Footnote | What you need to know about it

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Definition: Footnote

According to the Cambridge Dictionary, this refers to a note published at the footer section of a page, and which is intended to provide additional information pertaining to something of significance in the page in question. Footnotes figure the papers, books, and websites you used for your research. They are identified in the text by a numeral or a symbol.

The following article is a look at what is a footnote, including its various uses. This article will also look at how to insert and format footnotes in a Word document.

FAQ's

You need to provide full bibliographic information in the footnote of your academic writing project. This includes the author’s name and initials, editor’s name (where applicable), title of the journal, book, or article, name of the publisher (including location, and the year it was published) and the reference number.

A footnote is normally used to state clarifying information about the written document in question. It helps to provide essential details that the reader may not be familiar with pertaining to the research paper. Footnotes are used in a few referencing styles, but are commonly seen in the Chicago referencing method. When properly used, footnotes save the reader so much time when looking up unfamiliar sources, words, places, or people. The reader can find any sources they may need at the bottom of each page.

One difference that is quite obvious between these two is where they are placed in a research paper or dissertation. Footnotes appear in the footer/bottom section of a page in the document while endnotes are placed at the end of a section or chapter of the document. However, their purpose still remains the same.

In a general sense, the two serve similar functions and can be interchangeable in some cases. However, footnotes are deemed the better option when a writer only seeks to supply the reader with a small amount of supplemental data. This ensures the data is seen immediately at the end of each page of the research paper. However, if you have lots of details that you would like to supply at once, then it’s recommended that you use an endnote.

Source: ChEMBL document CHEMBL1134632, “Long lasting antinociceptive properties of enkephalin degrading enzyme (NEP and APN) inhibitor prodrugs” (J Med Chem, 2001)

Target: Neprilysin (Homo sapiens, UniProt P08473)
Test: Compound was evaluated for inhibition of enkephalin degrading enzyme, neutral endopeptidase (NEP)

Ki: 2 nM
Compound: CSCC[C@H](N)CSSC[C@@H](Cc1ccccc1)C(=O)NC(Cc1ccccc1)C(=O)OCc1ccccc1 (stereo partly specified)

In Chicago style citation, both types of notes are used to reference various pieces in the document or paper. When citing directly from a source, the author is required to place a superscript after a paraphrase or a quote. It’s necessary to ensure that all the citation numbers appear in sequential order. Each number in the document will need to correspond to a citation which can either be a foot- or endnote.

Footnote Citation

Where in academic writing do you need it?

When using the notation system to reference, the author has to place a number (in superscript) within the confines of their text. A complete reference (inclusive of all bibliographical data) is then published in the footer section of the text. In some cases, this also appears at the end of the journal/document/article as an endnote.

Authors are also required to supply a complete reference list at the very end of their assignments. Considering that this is repetitive, not all style guides advocate for this; but it does make it easier for interested readers to check up alphabetical reference lists as opposed to having to scroll through many pages of the assignment in search of the information they need.
The first footer ought to reference all the information that is needed by the reader to recognize it. This information should then be followed by a page number of the specific reference or quotation.
Subsequent references can then be abbreviated in either one of two ways: through the use of Latin abbreviations or by using details of the first citation.

How do you use footnotes?